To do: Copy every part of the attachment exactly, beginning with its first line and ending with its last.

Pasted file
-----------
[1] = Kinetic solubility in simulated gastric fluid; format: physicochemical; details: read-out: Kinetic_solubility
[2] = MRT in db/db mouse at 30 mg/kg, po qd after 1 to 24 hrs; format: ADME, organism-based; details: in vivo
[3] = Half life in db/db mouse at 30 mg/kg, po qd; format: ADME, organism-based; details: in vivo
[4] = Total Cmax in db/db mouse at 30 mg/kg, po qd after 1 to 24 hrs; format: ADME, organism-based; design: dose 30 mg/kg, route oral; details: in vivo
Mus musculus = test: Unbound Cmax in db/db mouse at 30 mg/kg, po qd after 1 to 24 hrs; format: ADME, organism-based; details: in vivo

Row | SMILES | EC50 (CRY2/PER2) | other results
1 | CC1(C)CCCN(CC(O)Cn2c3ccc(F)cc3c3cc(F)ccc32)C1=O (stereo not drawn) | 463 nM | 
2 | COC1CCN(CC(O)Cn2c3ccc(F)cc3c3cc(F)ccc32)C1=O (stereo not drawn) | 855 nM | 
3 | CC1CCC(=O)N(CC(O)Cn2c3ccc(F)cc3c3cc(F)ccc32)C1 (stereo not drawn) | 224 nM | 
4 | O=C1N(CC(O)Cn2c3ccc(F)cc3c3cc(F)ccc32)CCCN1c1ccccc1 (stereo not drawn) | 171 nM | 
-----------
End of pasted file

[1] = Kinetic solubility in simulated gastric fluid; format: physicochemical; details: read-out: Kinetic_solubility
[2] = MRT in db/db mouse at 30 mg/kg, po qd after 1 to 24 hrs; format: ADME, organism-based; details: in vivo
[3] = Half life in db/db mouse at 30 mg/kg, po qd; format: ADME, organism-based; details: in vivo
[4] = Total Cmax in db/db mouse at 30 mg/kg, po qd after 1 to 24 hrs; format: ADME, organism-based; design: dose 30 mg/kg, route oral; details: in vivo
Mus musculus = test: Unbound Cmax in db/db mouse at 30 mg/kg, po qd after 1 to 24 hrs; format: ADME, organism-based; details: in vivo

Row | SMILES | EC50 (CRY2/PER2) | other results
1 | CC1(C)CCCN(CC(O)Cn2c3ccc(F)cc3c3cc(F)ccc32)C1=O (stereo not drawn) | 463 nM | 
2 | COC1CCN(CC(O)Cn2c3ccc(F)cc3c3cc(F)ccc32)C1=O (stereo not drawn) | 855 nM | 
3 | CC1CCC(=O)N(CC(O)Cn2c3ccc(F)cc3c3cc(F)ccc32)C1 (stereo not drawn) | 224 nM | 
4 | O=C1N(CC(O)Cn2c3ccc(F)cc3c3cc(F)ccc32)CCCN1c1ccccc1 (stereo not drawn) | 171 nM | 